Purpose: To quantitatively study the spatial distribution of tumor hypoxia in relation to the perfused vasculature.
Methods and materials: Using a human glioma xenograft model, nude mice were administered two different hypoxia markers (NITP or pimonidazole) and the perfusion marker Hoechst 33342. Frozen tumor sections were sequentially scanned for perfusion, hypoxia, and vasculature, respectively, to quantitate perfusion, vasculature, and hypoxia parameters in the same section.
Results: All tumors showed incomplete perfusion. Both NITP and pimonidazole stained the same hypoxic tumor areas. No statistically significant differences between the two markers were observed. The density of the perfused vessels was inversely related to the hypoxic fraction. At critical distances from perfused vessels, hypoxia occurred. These data suggest that predominantly diffusion-limited hypoxia was detected, based on the spatial distribution of nearby vessels. Also, the proportion of hypoxia distributed over arbitrary zones of 50 microm around perfused vessels was calculated. The largest proportion of hypoxia was found at distances beyond 100 microm from perfused vessels.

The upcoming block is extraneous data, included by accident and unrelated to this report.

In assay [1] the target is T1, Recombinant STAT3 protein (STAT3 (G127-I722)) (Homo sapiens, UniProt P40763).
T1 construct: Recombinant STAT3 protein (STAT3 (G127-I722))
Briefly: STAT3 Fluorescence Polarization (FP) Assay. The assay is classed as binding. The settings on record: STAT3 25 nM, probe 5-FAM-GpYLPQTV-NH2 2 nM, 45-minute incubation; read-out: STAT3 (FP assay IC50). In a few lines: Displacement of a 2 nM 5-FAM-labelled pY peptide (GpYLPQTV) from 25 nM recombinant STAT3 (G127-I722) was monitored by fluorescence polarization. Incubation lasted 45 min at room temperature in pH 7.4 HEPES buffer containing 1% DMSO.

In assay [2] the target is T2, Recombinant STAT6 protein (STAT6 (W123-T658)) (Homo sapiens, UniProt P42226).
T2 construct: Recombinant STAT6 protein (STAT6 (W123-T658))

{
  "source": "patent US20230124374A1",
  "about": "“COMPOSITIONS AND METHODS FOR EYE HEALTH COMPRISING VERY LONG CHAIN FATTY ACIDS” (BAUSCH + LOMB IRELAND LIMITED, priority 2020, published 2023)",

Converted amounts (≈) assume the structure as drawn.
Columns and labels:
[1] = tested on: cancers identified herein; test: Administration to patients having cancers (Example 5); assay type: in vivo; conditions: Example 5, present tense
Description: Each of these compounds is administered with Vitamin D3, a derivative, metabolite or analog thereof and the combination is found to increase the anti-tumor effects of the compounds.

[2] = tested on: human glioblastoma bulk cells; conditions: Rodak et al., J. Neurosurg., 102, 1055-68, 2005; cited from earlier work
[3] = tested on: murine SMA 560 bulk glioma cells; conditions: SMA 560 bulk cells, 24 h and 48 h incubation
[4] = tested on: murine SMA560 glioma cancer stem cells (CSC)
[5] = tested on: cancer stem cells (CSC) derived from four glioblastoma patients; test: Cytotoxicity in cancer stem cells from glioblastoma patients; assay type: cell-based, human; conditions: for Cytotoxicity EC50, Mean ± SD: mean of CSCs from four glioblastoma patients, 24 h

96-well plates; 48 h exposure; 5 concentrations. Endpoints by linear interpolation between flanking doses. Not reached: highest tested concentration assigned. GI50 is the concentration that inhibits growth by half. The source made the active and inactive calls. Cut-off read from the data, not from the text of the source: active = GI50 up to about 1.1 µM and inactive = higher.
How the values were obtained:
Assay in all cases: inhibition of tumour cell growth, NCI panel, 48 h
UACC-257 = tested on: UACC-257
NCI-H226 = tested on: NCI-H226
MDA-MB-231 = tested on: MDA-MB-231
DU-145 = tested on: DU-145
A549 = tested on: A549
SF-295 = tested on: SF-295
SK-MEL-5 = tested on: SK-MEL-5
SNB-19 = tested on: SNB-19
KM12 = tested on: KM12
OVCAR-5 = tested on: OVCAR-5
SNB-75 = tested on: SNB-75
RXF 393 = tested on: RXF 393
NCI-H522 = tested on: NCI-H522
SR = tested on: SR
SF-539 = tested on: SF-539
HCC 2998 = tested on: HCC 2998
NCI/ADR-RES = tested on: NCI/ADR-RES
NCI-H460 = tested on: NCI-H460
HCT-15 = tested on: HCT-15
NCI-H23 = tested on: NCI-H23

Conclusion: With the multiple staining and functional microscopic imaging technique described here, the spatial relationship between perfused vessels and hypoxia was quantified in whole tumor cross-sections. The usefulness of this histologically-based method to quantitate morphological and physiological aspects of the tumor microenvironment was evaluated.